Bad Marriage, Bad Heart? Marital Quality and Cardiovascular Risks among Older Adults

Hui Liu, Michigan State University
Linda Waite, University of Chicago

This study is among the first to assess how marital quality is related to cardiovascular risk—an important pathogenic mechanism involved in a host of age-related health conditions—at the population level. Working from a life course perspective, we identify several reasons to expect age and gender differences in the link between marital quality and cardiovascular risk. Using nationally representative longitudinal data from the first two waves of the National Social Life, Health, and Aging Project, we analyze four cardiovascular risk outcomes: hypertension, rapid heart rate, C-reactive protein, and general cardiovascular events. Results suggest that marital quality and cardiovascular risk are generally more closely related for older married people than for their younger counterparts; and that the link between marital quality and cardiovascular risk is more pronounced among women than among men at older ages. These findings fit with the gendered life course perspective and cumulative disadvantage framework.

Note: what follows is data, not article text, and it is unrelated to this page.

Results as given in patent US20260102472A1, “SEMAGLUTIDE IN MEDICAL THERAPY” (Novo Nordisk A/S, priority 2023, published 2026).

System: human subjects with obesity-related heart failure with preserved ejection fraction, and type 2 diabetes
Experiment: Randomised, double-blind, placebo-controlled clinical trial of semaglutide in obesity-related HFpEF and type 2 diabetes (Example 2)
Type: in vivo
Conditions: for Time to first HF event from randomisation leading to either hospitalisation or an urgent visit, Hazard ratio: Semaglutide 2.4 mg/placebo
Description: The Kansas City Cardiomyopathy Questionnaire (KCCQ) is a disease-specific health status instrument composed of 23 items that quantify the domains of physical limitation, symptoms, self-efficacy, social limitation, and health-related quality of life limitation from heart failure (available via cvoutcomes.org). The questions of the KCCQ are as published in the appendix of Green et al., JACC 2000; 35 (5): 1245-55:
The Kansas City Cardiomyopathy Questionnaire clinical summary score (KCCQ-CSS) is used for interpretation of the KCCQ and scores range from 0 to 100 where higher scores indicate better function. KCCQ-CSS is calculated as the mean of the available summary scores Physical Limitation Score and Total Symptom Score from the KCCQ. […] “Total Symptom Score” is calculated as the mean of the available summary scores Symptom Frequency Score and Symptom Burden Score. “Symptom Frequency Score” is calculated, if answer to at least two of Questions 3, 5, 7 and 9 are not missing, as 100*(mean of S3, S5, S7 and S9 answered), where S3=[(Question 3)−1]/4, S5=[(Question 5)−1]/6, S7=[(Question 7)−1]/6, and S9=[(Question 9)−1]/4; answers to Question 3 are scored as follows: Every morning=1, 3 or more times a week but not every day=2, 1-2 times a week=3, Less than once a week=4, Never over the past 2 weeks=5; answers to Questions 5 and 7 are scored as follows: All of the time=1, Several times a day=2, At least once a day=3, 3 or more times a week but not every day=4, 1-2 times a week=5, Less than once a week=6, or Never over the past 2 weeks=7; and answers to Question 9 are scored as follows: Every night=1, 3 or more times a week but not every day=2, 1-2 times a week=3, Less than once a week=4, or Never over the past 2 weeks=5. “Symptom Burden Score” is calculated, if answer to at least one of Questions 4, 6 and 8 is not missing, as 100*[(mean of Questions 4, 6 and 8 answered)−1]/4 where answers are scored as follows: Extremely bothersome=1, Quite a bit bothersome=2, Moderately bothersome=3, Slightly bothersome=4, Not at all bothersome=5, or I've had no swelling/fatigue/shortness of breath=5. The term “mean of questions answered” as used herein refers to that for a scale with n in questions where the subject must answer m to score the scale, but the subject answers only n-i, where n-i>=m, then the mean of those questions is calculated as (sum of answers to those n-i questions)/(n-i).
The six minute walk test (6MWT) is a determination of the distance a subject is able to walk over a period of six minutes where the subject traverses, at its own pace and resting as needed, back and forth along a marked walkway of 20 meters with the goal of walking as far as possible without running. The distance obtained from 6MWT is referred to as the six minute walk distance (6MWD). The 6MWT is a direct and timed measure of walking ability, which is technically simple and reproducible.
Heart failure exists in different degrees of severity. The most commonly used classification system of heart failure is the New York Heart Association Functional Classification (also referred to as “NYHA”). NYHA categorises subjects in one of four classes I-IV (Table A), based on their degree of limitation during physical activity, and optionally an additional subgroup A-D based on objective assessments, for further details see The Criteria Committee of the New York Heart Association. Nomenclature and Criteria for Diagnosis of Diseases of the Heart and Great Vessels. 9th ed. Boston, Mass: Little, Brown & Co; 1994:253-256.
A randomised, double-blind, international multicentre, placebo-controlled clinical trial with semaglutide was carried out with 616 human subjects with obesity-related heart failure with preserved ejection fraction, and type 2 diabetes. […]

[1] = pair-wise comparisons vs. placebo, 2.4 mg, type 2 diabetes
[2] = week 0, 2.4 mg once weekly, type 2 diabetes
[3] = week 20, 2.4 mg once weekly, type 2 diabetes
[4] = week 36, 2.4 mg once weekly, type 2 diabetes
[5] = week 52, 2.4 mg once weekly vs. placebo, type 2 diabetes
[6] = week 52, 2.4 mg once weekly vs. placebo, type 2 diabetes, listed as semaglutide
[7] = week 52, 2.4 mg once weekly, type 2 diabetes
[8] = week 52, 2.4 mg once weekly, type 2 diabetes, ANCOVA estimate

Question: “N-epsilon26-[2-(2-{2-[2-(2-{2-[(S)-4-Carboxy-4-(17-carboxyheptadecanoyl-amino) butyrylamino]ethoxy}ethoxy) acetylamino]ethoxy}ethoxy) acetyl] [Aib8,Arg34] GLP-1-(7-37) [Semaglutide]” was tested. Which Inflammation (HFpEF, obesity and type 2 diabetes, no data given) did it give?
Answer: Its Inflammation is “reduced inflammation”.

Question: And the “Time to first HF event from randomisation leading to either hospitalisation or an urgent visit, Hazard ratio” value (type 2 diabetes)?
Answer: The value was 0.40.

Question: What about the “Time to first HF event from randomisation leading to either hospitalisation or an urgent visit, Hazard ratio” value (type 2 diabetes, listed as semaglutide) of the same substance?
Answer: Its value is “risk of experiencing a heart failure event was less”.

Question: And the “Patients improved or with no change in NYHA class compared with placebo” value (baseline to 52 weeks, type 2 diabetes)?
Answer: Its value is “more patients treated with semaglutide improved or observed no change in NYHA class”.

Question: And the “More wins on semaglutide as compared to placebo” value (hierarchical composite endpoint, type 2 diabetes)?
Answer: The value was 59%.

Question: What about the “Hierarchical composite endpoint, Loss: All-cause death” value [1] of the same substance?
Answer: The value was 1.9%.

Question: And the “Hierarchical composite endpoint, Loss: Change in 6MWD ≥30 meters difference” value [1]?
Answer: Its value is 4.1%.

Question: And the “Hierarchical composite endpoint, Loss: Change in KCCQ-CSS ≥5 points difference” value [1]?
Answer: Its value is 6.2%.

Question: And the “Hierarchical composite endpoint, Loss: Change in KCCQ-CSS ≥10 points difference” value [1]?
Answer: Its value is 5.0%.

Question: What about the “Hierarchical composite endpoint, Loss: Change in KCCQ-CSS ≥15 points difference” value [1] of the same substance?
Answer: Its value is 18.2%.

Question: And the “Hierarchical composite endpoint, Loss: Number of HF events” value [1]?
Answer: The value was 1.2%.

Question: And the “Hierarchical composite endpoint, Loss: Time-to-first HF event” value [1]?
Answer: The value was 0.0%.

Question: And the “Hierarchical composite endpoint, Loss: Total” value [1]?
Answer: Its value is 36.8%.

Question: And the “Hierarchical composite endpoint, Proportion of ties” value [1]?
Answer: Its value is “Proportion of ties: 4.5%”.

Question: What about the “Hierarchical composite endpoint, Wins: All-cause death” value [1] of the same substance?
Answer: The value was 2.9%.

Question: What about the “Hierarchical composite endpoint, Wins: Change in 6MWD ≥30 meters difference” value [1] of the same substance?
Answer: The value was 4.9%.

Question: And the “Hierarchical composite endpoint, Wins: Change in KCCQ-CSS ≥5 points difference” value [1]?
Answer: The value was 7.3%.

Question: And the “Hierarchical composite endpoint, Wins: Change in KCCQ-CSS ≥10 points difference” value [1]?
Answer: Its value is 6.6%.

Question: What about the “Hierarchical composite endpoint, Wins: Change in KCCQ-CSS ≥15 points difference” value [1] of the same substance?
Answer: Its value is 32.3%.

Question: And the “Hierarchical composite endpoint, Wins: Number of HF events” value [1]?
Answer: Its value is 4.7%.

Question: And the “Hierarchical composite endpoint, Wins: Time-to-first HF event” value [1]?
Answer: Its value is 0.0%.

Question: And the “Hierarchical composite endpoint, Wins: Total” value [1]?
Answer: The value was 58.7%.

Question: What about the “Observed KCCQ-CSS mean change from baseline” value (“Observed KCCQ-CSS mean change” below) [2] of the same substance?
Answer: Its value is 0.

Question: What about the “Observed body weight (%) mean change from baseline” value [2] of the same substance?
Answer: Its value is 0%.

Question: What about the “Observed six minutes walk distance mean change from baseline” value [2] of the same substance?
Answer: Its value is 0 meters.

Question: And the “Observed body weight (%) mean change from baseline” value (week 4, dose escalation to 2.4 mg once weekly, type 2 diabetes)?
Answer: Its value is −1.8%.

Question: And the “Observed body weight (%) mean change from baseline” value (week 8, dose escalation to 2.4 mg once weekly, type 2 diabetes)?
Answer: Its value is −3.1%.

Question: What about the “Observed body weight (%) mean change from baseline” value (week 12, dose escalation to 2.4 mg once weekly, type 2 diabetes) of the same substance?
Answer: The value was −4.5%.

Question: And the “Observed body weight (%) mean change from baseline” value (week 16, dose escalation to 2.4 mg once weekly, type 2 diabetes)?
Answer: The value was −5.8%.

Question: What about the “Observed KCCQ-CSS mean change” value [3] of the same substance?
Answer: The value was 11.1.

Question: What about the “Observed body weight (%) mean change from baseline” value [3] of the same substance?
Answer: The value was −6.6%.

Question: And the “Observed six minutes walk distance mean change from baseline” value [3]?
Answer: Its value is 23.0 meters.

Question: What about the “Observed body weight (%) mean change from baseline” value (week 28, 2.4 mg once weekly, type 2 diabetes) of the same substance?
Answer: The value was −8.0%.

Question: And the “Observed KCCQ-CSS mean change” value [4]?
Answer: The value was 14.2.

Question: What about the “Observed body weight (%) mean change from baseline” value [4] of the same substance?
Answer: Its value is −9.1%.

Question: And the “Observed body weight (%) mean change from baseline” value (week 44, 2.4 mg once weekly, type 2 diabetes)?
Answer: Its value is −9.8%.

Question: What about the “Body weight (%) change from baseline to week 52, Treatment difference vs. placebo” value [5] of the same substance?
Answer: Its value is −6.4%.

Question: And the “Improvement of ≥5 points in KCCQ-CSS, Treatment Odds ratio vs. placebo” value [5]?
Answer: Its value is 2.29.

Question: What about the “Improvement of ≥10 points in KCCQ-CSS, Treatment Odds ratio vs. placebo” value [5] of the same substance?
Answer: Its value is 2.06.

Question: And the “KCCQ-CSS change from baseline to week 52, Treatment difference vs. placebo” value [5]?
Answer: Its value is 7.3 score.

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Presented in Session 18: Marriage, Marital Dissolution, and Health